So we are engaged, and we have engaged with Malta Enterprise for example at a very high level. We have engaged with the Tourism Ministry, especially with respect to the National Aerospace Center. As a result of our engagement at that level, we managed to have a notable success when it came to a teaming proposal that falls under Horizon 2020, which helped the Tourism Ministry, and notably the National Aerospace Center get funds from the EU, which resulted in a business plan being formulated with the Dutch National Areospace Agency—an agency with a degree of notable experience in that particular sector.

And we engage obviously on a regular basis with the office of the Prime Minister, with our Ministry. We’ve got a great deal of support and it is greatly appreciated, from our Minister Evarist Bartolo, and from our Parliamentary Secretary Chris Agius.


We met with the MTA and other jurisdictions who mentioned there is a will to attract informed tourists, people who are interested in Malta’s cultural side. How do you see Malta shifting towards something more qualitative, offering a wider range of possibilities?

Malta is a 6-star destination. But a 6-star destination has to have the appropriate degree of finish. I’d have to say that we have improved, substantially. I was the first local councilor to be elected in the name of the Nationalist party way back in 1992, and I think that our local councils have instilled a sense of pride in our citizens, which was lacking before that particular development in our political scenario.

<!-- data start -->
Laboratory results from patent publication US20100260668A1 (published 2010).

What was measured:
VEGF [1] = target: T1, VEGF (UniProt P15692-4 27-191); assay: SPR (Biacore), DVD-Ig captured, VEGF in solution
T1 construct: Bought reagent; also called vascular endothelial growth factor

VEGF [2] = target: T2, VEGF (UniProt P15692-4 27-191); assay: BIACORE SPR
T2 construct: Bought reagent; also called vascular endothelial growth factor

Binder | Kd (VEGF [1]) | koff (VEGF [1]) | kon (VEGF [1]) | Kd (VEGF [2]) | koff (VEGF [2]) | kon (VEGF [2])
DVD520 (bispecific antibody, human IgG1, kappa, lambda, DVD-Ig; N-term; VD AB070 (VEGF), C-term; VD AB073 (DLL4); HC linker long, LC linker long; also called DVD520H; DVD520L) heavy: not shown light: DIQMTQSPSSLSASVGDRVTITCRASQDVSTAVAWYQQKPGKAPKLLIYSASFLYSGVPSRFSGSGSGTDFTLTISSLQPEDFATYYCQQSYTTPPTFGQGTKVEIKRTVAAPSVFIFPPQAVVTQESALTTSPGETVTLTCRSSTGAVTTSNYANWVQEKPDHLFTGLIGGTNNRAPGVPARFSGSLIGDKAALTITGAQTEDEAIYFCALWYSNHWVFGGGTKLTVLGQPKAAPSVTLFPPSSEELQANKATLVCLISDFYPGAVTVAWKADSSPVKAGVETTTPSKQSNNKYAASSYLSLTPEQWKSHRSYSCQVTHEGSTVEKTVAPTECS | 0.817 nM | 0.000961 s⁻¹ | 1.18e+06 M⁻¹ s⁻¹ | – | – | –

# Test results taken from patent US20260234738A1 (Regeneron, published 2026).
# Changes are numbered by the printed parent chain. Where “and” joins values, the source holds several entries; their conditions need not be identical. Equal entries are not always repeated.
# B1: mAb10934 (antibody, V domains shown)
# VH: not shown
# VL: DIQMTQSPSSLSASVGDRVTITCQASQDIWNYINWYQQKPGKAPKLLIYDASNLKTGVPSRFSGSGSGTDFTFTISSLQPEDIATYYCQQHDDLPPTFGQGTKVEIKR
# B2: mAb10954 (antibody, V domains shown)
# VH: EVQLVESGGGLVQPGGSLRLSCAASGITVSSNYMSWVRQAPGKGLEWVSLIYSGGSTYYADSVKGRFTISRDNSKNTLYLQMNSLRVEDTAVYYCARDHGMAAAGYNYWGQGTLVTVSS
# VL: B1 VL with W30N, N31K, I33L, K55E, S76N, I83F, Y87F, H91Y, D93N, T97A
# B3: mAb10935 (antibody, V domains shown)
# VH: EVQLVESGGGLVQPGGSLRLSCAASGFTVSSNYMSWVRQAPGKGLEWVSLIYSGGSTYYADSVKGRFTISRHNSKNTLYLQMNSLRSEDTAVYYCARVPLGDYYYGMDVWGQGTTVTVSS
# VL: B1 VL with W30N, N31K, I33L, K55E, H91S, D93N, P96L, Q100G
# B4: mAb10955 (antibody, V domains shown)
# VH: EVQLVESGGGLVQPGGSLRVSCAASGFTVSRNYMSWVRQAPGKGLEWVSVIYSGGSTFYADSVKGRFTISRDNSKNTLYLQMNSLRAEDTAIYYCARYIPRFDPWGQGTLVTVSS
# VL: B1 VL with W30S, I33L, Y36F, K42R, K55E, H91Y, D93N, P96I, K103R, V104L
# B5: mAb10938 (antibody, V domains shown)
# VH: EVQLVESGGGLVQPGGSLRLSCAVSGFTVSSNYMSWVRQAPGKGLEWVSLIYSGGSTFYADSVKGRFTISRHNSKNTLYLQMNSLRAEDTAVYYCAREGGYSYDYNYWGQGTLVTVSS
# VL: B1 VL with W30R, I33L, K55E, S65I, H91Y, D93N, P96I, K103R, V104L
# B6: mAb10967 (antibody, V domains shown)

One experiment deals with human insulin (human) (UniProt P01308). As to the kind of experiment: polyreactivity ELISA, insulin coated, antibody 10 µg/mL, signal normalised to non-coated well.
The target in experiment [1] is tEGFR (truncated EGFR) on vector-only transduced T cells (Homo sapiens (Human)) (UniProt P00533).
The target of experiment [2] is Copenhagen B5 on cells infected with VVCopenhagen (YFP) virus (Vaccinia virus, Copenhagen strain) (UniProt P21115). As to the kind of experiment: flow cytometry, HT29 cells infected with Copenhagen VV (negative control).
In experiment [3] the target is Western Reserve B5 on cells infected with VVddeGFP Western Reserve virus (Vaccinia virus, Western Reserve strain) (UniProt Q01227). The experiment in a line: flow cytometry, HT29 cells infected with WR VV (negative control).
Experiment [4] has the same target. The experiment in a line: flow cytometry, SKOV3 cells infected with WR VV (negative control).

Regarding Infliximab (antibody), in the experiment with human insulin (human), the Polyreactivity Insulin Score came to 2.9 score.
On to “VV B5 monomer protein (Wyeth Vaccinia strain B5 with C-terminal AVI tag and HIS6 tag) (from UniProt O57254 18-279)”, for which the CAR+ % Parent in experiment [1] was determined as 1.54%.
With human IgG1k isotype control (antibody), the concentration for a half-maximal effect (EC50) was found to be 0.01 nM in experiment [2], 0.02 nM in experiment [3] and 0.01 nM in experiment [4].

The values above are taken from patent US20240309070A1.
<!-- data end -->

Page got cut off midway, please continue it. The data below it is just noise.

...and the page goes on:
There is a lot left to be done. What we’re doing here is obviously giving this area a major boost. This is an area that was crying out for rehabilitation, rather than development. It is an amazing area. Historically speaking, the most glorious episodes of our nation’s history are directly linked to this area. But it has seen a degree of decline, especially following the Second World War, which I think is being addressed, as we speak.

So our project is actually the biggest project ever engaged upon by a Maltese central administration, since the time of the Knights of the Order of St John in the ‘Cottonera’ area.

Beyond the project per se, we were actually engaged in the rehabilitation of the foreshore, which would make this particular area one of the most interesting areas to visit, for locals and for visitors. Beyond that, we are also trying to act as catalysts for the further developments of the whole area. We are speaking about, for example, this area encompassing the only beach in the Grand Harbour area, which is just round the corner. Very few people know about that beach, except the locals. There is this spillover effect, of the boost that we are giving to the area, which is I think affecting the whole zone. The complementary work done on the restoration works related to our historic Fort St Angelo are obviously notable, noteworthy in that respect. And work being done in the Dock Number 1 area. So one thing is linked to the other.